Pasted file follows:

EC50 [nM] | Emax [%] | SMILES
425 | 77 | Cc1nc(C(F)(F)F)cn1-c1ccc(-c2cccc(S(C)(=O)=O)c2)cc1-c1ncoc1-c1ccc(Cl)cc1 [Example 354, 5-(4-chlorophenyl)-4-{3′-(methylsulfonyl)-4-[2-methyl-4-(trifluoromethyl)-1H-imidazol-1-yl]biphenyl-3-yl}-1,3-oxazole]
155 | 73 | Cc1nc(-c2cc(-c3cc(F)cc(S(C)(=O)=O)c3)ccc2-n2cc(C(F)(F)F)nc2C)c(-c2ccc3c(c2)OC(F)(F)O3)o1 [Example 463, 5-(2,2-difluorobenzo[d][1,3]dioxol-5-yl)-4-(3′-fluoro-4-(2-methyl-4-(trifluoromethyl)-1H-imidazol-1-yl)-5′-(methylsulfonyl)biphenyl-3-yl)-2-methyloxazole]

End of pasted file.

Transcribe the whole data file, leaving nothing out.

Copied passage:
EC50 [nM] | Emax [%] | SMILES
425 | 77 | Cc1nc(C(F)(F)F)cn1-c1ccc(-c2cccc(S(C)(=O)=O)c2)cc1-c1ncoc1-c1ccc(Cl)cc1 [Example 354, 5-(4-chlorophenyl)-4-{3′-(methylsulfonyl)-4-[2-methyl-4-(trifluoromethyl)-1H-imidazol-1-yl]biphenyl-3-yl}-1,3-oxazole]
155 | 73 | Cc1nc(-c2cc(-c3cc(F)cc(S(C)(=O)=O)c3)ccc2-n2cc(C(F)(F)F)nc2C)c(-c2ccc3c(c2)OC(F)(F)O3)o1 [Example 463, 5-(2,2-difluorobenzo[d][1,3]dioxol-5-yl)-4-(3′-fluoro-4-(2-methyl-4-(trifluoromethyl)-1H-imidazol-1-yl)-5′-(methylsulfonyl)biphenyl-3-yl)-2-methyloxazole]